Constellation Energy is sold

The Baltimore region's long loss of corporate headquarters hit a new milestone in 2012: All Fortune 500 companies operating here are based elsewhere. That was one consequence of Chicago’s Exelon purchasing Baltimore’s Constellation Energy Group in March for $7.9 billion.

For Constellation's CEO, it was a third-time's-the-charm deal.

Mayo A. Shattuck III brokered a merger with the parent of Florida Power & Light in 2005, but the transaction was called off the next year amid ire over a big spike in electricity rates. Next, Constellation almost sold itself to billionaire investor Warren Buffett during the 2008 financial crisis, when the company teetered on the brink of collapse. Then came Exelon.

Constellation made news right to the end. The day the merger closed, the company disclosed that it had agreed to a $245 million settlement with federal regulators over allegations that it intended to manipulate energy markets with trades in 2007 and 2008 — which Constellation disputed.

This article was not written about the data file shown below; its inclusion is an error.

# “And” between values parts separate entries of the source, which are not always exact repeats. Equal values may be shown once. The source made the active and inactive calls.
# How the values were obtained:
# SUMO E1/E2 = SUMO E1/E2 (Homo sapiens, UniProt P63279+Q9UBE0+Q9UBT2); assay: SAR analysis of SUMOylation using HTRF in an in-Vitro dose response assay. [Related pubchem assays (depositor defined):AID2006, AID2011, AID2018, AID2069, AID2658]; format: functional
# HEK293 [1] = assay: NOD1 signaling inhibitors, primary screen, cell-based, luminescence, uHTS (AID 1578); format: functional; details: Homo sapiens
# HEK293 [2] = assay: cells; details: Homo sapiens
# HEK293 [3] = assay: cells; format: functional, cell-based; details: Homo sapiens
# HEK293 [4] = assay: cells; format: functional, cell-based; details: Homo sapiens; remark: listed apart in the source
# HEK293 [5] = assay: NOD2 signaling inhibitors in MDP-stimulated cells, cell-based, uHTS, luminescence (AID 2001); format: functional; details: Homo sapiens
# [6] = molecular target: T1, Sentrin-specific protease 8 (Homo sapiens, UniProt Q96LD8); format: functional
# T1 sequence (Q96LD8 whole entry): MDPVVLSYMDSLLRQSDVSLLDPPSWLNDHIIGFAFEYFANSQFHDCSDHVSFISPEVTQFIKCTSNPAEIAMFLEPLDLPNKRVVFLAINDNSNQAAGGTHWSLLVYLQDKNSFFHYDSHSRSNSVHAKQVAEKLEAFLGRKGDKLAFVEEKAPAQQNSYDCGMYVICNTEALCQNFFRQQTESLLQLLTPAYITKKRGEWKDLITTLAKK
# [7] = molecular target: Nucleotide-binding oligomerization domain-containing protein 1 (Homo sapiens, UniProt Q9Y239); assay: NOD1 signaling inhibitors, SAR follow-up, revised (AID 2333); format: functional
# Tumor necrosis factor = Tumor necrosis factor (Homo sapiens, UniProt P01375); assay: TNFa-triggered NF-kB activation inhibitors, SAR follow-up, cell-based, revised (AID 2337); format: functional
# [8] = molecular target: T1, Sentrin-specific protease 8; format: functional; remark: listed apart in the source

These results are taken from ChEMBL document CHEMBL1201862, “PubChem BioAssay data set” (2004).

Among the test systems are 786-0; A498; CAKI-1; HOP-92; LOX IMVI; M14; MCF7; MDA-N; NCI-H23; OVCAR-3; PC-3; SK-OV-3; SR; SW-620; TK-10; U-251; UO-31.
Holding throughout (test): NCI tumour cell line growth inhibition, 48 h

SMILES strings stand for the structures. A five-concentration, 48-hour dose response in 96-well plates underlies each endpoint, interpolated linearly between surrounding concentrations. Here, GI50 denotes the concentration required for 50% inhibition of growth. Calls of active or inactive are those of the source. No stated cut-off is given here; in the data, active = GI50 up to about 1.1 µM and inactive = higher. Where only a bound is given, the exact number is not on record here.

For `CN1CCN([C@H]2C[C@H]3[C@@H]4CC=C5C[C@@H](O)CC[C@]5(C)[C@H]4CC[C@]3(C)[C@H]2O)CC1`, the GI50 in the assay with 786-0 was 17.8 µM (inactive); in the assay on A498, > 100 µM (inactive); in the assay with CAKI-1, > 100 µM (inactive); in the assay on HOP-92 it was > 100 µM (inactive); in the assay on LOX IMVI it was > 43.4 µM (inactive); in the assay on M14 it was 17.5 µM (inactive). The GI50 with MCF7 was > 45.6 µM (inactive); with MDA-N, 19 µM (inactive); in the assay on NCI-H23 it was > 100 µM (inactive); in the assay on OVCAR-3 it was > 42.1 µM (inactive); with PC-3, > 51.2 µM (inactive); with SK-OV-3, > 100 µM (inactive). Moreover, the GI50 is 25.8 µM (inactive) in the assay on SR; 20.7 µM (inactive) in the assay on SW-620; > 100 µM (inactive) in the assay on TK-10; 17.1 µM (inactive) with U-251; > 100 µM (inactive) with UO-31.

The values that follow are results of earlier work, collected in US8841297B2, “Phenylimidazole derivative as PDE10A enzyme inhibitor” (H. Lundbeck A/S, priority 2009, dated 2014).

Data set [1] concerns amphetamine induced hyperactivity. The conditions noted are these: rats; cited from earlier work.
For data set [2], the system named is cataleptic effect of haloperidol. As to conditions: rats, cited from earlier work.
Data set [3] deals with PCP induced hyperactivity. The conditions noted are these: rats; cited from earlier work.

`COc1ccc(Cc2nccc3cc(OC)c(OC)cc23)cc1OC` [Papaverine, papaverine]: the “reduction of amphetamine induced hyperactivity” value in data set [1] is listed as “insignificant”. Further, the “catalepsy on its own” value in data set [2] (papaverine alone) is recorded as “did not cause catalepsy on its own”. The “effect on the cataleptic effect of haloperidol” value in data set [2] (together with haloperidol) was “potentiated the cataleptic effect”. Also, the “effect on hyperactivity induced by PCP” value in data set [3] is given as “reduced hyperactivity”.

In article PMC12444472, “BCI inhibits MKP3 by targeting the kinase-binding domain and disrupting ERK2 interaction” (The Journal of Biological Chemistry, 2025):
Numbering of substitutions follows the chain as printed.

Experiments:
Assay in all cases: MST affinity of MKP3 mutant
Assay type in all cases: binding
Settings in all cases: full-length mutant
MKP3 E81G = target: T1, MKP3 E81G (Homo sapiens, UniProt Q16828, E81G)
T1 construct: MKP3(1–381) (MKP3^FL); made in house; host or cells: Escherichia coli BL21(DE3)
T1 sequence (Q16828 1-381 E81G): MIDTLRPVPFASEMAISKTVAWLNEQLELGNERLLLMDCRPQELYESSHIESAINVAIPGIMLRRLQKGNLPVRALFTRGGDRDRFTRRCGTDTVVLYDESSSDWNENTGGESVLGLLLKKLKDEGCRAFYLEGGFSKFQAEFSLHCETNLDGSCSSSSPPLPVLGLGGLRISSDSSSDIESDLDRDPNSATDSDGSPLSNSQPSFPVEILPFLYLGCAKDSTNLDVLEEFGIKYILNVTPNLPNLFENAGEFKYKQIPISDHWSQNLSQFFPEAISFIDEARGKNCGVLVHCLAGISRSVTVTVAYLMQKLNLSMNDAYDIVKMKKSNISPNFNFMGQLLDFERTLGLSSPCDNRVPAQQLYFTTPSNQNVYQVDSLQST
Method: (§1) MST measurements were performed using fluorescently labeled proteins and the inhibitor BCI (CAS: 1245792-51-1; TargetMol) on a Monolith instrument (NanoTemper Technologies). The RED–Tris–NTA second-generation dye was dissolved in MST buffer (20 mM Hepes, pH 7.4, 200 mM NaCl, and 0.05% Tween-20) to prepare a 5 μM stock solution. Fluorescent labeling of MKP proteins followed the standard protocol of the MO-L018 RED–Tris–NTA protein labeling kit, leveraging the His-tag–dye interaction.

The merger gave Baltimore Gas and Electric Co.'s residential customers a $100 credit on their bills and provided organizations with funds for efforts to more permanently reduce costs for low-income residents and other consumers.

It brought job reductions, too. Exelon eliminated about 170 Maryland positions through layoffs and buyouts, though it also moved some jobs into the state from Pennsylvania. None of the cuts hit BGE, spared for at least two years by the terms of the acquisition agreement.

Exelon's current order of business in Baltimore — besides planning a new office tower — is convincing regulators that BGE customers should pay higher rates next year. Customers will get their say at hearings in January, which could bring irritated reminders that some went without power for eight days — during a heat wave — after the surprise derecho storm hit in late June.

Jerry Jackson, Baltimore Sun
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